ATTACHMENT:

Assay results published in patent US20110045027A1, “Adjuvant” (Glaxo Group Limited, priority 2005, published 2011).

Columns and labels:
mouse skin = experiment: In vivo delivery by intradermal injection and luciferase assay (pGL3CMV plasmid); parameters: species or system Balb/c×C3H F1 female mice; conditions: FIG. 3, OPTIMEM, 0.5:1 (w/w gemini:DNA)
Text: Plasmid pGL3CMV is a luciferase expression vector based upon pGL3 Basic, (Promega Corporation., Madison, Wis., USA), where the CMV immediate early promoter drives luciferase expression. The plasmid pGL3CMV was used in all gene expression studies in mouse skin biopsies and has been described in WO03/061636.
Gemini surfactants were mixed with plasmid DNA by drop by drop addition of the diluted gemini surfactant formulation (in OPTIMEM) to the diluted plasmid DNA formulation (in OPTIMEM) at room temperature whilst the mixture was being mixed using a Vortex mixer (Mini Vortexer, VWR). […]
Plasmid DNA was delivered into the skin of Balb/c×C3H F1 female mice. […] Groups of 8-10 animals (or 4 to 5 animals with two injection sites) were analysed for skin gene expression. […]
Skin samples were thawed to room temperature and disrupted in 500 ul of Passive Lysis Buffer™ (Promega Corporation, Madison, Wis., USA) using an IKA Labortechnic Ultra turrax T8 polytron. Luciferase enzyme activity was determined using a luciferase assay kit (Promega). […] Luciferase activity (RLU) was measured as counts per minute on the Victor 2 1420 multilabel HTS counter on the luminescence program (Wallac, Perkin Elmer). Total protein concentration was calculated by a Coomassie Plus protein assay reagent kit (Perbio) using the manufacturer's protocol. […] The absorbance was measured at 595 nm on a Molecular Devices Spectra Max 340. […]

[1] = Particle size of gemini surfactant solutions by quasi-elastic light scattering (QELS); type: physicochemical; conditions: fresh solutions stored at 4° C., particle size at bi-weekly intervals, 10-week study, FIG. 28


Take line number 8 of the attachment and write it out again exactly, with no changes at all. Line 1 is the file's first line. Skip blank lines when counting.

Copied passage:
[1] = Particle size of gemini surfactant solutions by quasi-elastic light scattering (QELS); type: physicochemical; conditions: fresh solutions stored at 4° C., particle size at bi-weekly intervals, 10-week study, FIG. 28